3. Love these sayings, ladies! When I was a kid and one of my 7 older siblings wasn’t happy about something, one of the others would often reply with “tough toenails.” A strange but memorable saying. LOL

  4. As a small kid, I remember we always picked our feet up at railroad crossings. This meant when we were young and small that we would jump into the front seat and put our feet up on the dashboard. As we got older, we would lay down backwards on the back seat putting our legs up the back and feet over the back window area. At the time, we thought it was just for luck, but later found out it was to find true love and not go through live as one unmarried.

    Another that most everyone knows is “Find a penny, pick it up. You will have a day of good luck.” To this day while others seem to toss loose change and walk over it, hubby and I will always bend over to pick it up regardless of where we are. Can always use a big more luck and those pennies eventually add up.
    2clowns at arkansas dot net

      1. I have said and done this ever since I was a kid! And we had to cross RR tracks every day back then to go from one side of town to the other. Madeleine Spangler

  5. My Dad always looked at the sky and used the Dutchman phrase. Mom was “if everyone jumped off a cliff would you do it too…when I wanted to do what others were doing…. and she was going to say NO…My eyes did not freeze either!

  6. I want to circle back to Liz’s comment – there are so many corporate phrases and expressions that I hate. Especially since I know they don’t really mean what it sounds like they mean.

    Jessie, I’d complain is someone hung me. I don’t care what kind of rope they used.

    An express that was passed down from my grandparents to my parents was “Home, James, and don’t spare the horses.” No idea where it came from or who James is (no one in the family is named James). I fear it’s died out (don’t think my brother says it and I’ve gotten out of the habit of saying it).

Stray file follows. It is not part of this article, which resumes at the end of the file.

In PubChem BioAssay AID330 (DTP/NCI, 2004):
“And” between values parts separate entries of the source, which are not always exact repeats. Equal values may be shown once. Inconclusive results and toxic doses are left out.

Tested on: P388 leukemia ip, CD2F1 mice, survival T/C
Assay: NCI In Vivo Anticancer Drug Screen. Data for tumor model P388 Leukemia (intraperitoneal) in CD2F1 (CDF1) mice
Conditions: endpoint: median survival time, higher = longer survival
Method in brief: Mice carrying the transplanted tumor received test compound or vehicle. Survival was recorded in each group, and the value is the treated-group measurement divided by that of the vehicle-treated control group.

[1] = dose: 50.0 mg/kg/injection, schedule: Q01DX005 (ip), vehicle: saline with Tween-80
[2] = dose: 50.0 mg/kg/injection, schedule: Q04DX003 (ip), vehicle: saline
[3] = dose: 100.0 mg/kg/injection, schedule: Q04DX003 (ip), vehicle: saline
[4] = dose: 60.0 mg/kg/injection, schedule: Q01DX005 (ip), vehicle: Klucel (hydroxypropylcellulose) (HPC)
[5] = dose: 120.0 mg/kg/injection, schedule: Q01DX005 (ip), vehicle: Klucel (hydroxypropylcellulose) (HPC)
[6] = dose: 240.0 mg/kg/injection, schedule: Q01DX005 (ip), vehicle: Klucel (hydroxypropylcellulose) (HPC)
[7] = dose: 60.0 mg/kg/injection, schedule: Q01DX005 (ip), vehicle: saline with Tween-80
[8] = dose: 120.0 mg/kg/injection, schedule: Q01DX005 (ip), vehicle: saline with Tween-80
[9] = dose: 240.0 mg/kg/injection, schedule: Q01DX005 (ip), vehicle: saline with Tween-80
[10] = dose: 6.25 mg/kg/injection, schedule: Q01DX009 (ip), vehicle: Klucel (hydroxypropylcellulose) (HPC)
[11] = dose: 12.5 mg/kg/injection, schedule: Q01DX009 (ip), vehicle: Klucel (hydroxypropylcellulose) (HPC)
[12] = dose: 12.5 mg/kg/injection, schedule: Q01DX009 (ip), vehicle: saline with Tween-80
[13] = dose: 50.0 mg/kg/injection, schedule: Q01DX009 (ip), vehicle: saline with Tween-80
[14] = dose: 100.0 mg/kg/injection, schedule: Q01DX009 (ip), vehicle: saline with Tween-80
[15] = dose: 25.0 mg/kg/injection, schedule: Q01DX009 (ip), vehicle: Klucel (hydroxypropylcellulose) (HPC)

7. My mom used to say if I didn’t stop growing she would put a brick on my head. I grew up knowing most of the above-mentioned sayings and many more. And, I, too, hate all the corporate and advertising sayings and phrases that that get overused, e.g., jaw-dropping.

  8. This was great to read. To Edith, I agree with you. I still make sure that I do not step on cracks and every time that I walk up the drive, I say that saying about stepping on a crack and break your mother’s back. And mother had two back operations and a fusion in the 1950s and had to learn to walk again. So, it is doubly meaningful. To Sherry, my husband has always doe the tap the head and say “kidneys” but he would mean that he had smarts. Growing up with a father that managed 4 movie theatres (he was District manager), I pronounce it the same way as your husband and look how I spell it. Madeleine Spangler

  9. My favorite saying is, “Bless her little pea pickin’ heart.” When I was a kid, and we went somewhere and then would come home, we say “Home again, home again, singing a song.” My husband’s family did the same thing, but they would say “Home again, home again, dancing a jig.”

  10. I wrote this down, but it did not seem to post. So, if it posts twice, please forgive me. To Edith, as I walk up the drive, there is a big crack and every time I come to is, I say, “Step on a crack and break your mother’s back” and I step over it. So, I step over it. It is even more meaningful because she had two back operations, a fusion and had to learn to walk again. To Sherry, my husband always tapped his head and said “kidneys,” but he meant that he was smart. Also, I pronounce theatre just like your husband did and not only that, look how I spell it. My father was District Manager for 4 theatres in our hometown.